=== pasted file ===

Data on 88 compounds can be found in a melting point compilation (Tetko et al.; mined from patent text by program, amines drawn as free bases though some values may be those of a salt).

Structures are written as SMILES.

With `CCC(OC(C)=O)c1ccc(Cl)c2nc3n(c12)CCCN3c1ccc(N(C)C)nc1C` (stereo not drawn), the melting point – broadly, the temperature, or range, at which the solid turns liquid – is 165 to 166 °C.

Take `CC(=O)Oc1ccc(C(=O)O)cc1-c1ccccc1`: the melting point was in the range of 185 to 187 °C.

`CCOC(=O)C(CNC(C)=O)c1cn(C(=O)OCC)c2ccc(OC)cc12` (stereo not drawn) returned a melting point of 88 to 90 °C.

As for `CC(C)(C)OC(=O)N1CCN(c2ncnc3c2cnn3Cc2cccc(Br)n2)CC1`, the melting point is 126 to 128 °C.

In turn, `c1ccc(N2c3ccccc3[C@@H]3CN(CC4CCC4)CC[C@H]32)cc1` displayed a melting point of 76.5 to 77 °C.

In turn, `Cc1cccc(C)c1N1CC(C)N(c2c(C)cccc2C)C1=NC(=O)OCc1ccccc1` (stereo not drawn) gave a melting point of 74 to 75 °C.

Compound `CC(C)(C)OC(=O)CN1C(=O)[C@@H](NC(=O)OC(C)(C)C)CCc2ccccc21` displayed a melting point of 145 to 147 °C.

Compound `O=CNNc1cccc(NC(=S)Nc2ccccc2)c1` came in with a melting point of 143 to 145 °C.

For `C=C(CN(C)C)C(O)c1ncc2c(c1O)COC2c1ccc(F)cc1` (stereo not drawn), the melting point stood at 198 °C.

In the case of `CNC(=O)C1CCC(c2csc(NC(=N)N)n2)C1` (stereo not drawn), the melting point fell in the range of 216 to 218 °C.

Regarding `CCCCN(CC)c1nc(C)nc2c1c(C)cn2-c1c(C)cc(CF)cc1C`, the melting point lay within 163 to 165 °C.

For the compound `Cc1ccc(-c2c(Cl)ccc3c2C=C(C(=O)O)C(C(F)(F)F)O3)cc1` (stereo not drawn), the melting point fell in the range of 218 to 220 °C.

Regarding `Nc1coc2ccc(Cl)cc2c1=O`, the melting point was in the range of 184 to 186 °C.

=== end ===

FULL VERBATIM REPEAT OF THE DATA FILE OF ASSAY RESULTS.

Data on 88 compounds can be found in a melting point compilation (Tetko et al.; mined from patent text by program, amines drawn as free bases though some values may be those of a salt).

Structures are written as SMILES.

With `CCC(OC(C)=O)c1ccc(Cl)c2nc3n(c12)CCCN3c1ccc(N(C)C)nc1C` (stereo not drawn), the melting point – broadly, the temperature, or range, at which the solid turns liquid – is 165 to 166 °C.

Take `CC(=O)Oc1ccc(C(=O)O)cc1-c1ccccc1`: the melting point was in the range of 185 to 187 °C.

`CCOC(=O)C(CNC(C)=O)c1cn(C(=O)OCC)c2ccc(OC)cc12` (stereo not drawn) returned a melting point of 88 to 90 °C.

As for `CC(C)(C)OC(=O)N1CCN(c2ncnc3c2cnn3Cc2cccc(Br)n2)CC1`, the melting point is 126 to 128 °C.

In turn, `c1ccc(N2c3ccccc3[C@@H]3CN(CC4CCC4)CC[C@H]32)cc1` displayed a melting point of 76.5 to 77 °C.

In turn, `Cc1cccc(C)c1N1CC(C)N(c2c(C)cccc2C)C1=NC(=O)OCc1ccccc1` (stereo not drawn) gave a melting point of 74 to 75 °C.

Compound `CC(C)(C)OC(=O)CN1C(=O)[C@@H](NC(=O)OC(C)(C)C)CCc2ccccc21` displayed a melting point of 145 to 147 °C.

Compound `O=CNNc1cccc(NC(=S)Nc2ccccc2)c1` came in with a melting point of 143 to 145 °C.

For `C=C(CN(C)C)C(O)c1ncc2c(c1O)COC2c1ccc(F)cc1` (stereo not drawn), the melting point stood at 198 °C.

In the case of `CNC(=O)C1CCC(c2csc(NC(=N)N)n2)C1` (stereo not drawn), the melting point fell in the range of 216 to 218 °C.

Regarding `CCCCN(CC)c1nc(C)nc2c1c(C)cn2-c1c(C)cc(CF)cc1C`, the melting point lay within 163 to 165 °C.

For the compound `Cc1ccc(-c2c(Cl)ccc3c2C=C(C(=O)O)C(C(F)(F)F)O3)cc1` (stereo not drawn), the melting point fell in the range of 218 to 220 °C.

Regarding `Nc1coc2ccc(Cl)cc2c1=O`, the melting point was in the range of 184 to 186 °C.